Raul Rodriguez wakes up each morning wondering if today is the day that the Border Patrol descends on him and deports him back to México. Rodriguez, like many other immigrants, lives in fear. Fear, that he poignantly imparted on others as a former Border Patrol Agent. Yes, Rodriguez used to deport immigrants for a living and now he fears his own deportation.
You read that correctly, a former Border Patrol Agent fears being deported.
But the story of Raul Rodriguez goes further than a former Border Patrol Agent waiting to be deported by his former colleagues. His case proves that arguing that immigrants should immigrate the “right way” is not as simple as it sounds.
Raul Rodriguez started working for the immigration services in 2000. His job included processing immigrants, including deporting them. Rodriguez found out recently that he was born in México after he attempted to help his brother immigrate to the U.S. The immigration processors discovered that Raul Rodriguez had a birth certificate in his name on México.
According to news reports, Rodriguez says he was not aware of the Mexican birth certificate and instead believed the U.S. one he had used was his real birth certificate. After consulting with his father, Rodriguez learned the truth that he was born in México.
He was fired from the Border Patrol and a criminal investigation soon cleared him of fraudulently submitting a false document – his birth certificate – for his brother’s immigration paperwork because Rodriguez did not know about the Mexican birth certificate until the government discovered it.
But now Raul Rodriguez faces deportation because the law denies the naturalization for anyone using a fraudulent document. Although the case is yet to be adjudicated, his life in America remains in limbo.
Rodriguez’ case addresses a couple of issues that those advocating that immigrants “do it the right way” do not understand.
First Raul Rodriguez believed he was a U.S. citizen because his parents lied to him. Rodriguez served in the military and worked at the Border Patrol. The crime that was committed was by his parents for lying to him.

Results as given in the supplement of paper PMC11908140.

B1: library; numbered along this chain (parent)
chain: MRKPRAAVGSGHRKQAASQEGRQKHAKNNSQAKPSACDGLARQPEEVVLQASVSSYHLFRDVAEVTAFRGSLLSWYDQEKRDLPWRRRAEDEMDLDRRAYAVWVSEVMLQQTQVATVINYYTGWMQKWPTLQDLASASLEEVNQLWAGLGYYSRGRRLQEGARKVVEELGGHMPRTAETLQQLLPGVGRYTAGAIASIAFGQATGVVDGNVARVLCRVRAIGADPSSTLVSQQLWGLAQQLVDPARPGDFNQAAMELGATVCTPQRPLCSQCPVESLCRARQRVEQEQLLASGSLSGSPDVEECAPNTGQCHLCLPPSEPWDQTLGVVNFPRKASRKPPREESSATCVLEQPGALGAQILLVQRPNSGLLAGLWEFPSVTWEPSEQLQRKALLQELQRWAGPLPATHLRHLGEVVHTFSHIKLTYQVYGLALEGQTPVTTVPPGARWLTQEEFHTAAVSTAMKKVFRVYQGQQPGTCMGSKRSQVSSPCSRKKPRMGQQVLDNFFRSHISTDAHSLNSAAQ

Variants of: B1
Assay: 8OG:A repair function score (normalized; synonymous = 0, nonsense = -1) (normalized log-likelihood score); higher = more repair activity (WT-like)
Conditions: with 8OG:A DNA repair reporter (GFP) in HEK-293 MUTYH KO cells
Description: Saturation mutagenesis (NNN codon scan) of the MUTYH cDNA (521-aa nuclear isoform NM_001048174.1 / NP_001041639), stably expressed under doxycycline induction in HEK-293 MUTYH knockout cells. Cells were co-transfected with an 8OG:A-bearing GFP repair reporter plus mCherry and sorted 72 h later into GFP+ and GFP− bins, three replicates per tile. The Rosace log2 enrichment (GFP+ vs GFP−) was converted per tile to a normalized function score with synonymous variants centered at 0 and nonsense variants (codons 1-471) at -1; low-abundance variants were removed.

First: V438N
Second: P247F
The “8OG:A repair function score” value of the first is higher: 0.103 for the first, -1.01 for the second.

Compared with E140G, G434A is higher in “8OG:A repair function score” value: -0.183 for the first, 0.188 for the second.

Yet the law makes no provision for this under Donald Trump’s draconian immigration dictums. Those arguing that immigrants should do it “the right way” should ask themselves a question they likely do not have an answer for. Did Rodriguez do it the “right way”. It is not his father who is facing deportation but rather it is Raul Rodriguez who faces deportation, a punitive action that not only affects him, but his wife, who coincidentally also works for immigration, and his children. Rodriguez is paying the price for his father’s lies.
The second issue is that immigrating to the United States is not simply “doing it the right way” like many believe. The system is too convoluted for it to be done the right way.
Many of those demanding that immigrants do it the “right way” are immigrants themselves. They immigrated from countries such as Canada, England or other countries that have easier processes for them because of the way U.S. law is written.
Others have immigrated circumventing the law by using marriage to jump to the front of the line, paying for immigration by using “investment” visas or by using immigration visas intended for intelligent people by lying about their college credentials, like Melania Trump did.
The dirty immigration secret is that the immigration system must be gamed for it to grant immigration status for most immigrants. And yes, that includes seeking asylum even though the driving force is economic.
The issue is not that immigrants should do it the right way, but rather that the system does not allow for doing it the “right way”.